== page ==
Imperial College short-change the village of Wye again

Mark mark at
Fri Sep 7 12:39:38 BST 2007

After 100 years of international importance for agriculture, all academic
and research activity on the Wye College Farm has come to an end. The
owners of the farm, Imperial College London (ICL), offered the farm for
rent on a 10 year farm business tenancy. In anticipation of this
opportunity, a steering group comprising local residents, farmers and Wye
alumni spent the last year putting together a community bid for the
tenancy, in the form of Wye Community Land Trust, to which 1200 people
pledged to buy shares.

Unfortunately, the Wye Community Farm Limited tender for the tenancy of
the Wye College Farm has been unsuccessful. See:
(Main points below):

Report from Wye Community Land Trust:
A factual report on the timetable of recent events:

Tues 24 July: The WCF tender bid and business plan were submitted to
Savills, the land agents acting on behalf of ICL, on tender deadline day.
To view the WCF business plan as submitted, visit weblink above.

Fri 27 July: Savills wrote to Strutt Parker, the land agents for the WCF,
saying the tender bid had not been shortlisted.

Wed 1 August: We e-mailed both ICL and Savills, asking for feedback on why
our bid had been unsuccessful.

Thu 2 August: We received replies from both ICL and Savills, explaining
that ICL did not have sight of the tender bids but instead left it for
Savills to draw up a shortlist for interview.

Fri 3 August: We wrote to ICL with a full copy of our tender bid, asking
that they study the WCF business plan themselves and reconsider the
decision not to shortlist us for interview. We said that if we had no
response by 9 August we would take that as final confirmation that our
tender bid had been unsuccessful.

Thu 9 August: No response received (and no response to date).

First week of September: ICL/ Savills due to announce the successful
tender bid.

Several people have expressed the opinion over the last few months that
Imperial College London care nothing for either the history of Wye College
or the here and now of Wye village, and that they would treat the Wye
Community Farm proposal with at best ambivalence, at worst disdain.
Perhaps we must now reluctantly acknowledge that these people were right.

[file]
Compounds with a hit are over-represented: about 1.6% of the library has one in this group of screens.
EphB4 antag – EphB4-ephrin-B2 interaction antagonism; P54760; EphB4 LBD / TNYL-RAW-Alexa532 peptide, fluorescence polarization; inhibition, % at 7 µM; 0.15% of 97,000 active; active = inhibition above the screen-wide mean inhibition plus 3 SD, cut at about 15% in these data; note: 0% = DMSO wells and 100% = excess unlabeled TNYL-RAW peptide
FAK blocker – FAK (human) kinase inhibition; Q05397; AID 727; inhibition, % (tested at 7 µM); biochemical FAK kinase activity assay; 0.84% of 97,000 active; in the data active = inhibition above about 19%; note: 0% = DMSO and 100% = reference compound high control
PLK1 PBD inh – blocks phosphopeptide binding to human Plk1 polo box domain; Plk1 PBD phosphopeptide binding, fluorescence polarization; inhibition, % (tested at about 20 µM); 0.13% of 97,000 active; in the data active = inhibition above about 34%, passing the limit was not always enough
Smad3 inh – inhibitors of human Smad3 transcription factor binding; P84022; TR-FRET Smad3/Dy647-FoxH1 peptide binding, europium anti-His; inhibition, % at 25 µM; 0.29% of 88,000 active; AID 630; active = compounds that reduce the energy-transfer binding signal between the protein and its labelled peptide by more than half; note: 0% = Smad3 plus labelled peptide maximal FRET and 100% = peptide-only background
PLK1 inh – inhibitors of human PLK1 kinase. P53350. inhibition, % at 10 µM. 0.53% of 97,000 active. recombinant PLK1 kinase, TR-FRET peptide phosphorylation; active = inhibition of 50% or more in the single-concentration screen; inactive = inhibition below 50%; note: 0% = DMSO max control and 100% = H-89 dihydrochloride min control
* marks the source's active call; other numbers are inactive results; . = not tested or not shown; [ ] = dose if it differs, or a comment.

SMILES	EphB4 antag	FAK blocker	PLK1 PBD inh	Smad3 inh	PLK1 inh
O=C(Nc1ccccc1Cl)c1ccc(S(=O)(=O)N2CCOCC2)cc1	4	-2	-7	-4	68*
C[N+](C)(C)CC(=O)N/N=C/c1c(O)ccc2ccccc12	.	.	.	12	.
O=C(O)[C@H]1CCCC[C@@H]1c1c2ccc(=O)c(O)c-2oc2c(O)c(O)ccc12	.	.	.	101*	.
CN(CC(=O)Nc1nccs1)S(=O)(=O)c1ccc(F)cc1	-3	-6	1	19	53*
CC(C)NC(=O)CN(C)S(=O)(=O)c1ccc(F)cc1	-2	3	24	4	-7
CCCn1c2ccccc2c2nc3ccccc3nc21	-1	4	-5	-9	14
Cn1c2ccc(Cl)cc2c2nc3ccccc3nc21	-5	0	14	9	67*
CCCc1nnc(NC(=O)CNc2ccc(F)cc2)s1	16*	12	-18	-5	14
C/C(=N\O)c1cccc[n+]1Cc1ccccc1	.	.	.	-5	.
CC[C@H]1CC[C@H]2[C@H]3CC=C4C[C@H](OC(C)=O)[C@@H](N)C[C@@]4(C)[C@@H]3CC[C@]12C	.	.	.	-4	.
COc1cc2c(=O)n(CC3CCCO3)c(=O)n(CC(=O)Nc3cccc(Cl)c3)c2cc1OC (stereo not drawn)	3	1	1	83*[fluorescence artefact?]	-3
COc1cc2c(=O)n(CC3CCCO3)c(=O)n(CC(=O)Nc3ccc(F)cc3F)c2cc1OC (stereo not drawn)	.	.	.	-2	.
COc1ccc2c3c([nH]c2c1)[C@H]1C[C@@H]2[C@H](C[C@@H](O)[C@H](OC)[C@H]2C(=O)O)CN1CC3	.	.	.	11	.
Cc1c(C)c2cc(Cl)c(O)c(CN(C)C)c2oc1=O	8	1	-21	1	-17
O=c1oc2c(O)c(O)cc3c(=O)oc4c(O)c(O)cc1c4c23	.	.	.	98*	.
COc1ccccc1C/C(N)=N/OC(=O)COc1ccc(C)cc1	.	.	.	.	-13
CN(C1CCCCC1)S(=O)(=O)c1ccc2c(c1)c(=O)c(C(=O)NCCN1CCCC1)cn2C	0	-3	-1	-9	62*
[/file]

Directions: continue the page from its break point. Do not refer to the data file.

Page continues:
It is a matter of record that over the last 12 months we have written
regularly to ICL to keep them informed of our proposals, and have sought
on every occasion to build up a constructive relationship and demonstrate
the mutual benefits to be had from the Wye Community Farm initiative. We
would have always accepted the failure of a tender bid under a competitive
process as a fact of life, but to be told that the landlord didn't
even have sight of the business plan, even though they knew that a massive
amount of work had been put in by a great many people over a number of
months, is not something which can be accepted so lightly.

In the coming weeks, months and years, you will hear ICL make grand
statements about their commitment to addressing the key challenges of the
day; climate change, sustainable food production and distribution, and so
on. They will also, no doubt, pledge their commitment to working
constructively with the local community in Wye. These pronouncements will
always ring hollow to anyone who understands just how much could have been
achieved should the WCF vision for the Wye College Farm have become

Wye, Imperial & a future for Wye Agricultural College

In October last year (2006), a quiet village in Kent was in jubilant
rejoice at stopping a massive housing development in what is an Area of
Outstanding Natural Beauty. At the heart of the saga was a £1billion plan
by Imperial College to build a Biofuel Research Unit and a processsing
plant for biodiesel in collaboration with BP on part of Wye Agricultural
College's 850 acre agricultural estate. The project involved a private
agreement between Imperial and local councillors hatching a secret plot to
get planning approval for around 4000 houses, a development deemed
necessary to underwrite the cost what was referred to as a "Science Park".
Unfortunately for Imperial, BP withdrew Wye from their short-list of
potential venues for their new science facility, opting for Berkely
University in California.  The alternative of a research project in London
was put in place, still to be underwritten by the housing development.
However, the leaking of a private agreement between Imperial, Ashford
Borough Council and Kent County Council revealed a breathtaking level of
arrogance in manipulating the democratic process, leading to the housing
scheme being abandoned, just 283 days after they first announced it. As
David Hewson says in the forward in his book 'Saved': "the failure of
Imperial College and its allies represents, in the short-term atleast, is
one of the biggest environmental campaign successes of recent decades."

However, there is a tragedy underlying the triumph in stopping the
monstrous Wye Park development, namely the end of Wye Agricultural
College. For good or bad, Wye College was very much at the forefront of
the 20th century agricultural revolution and the huge rise in production
seen across Western Europe after the war. Throughout the 20th century, the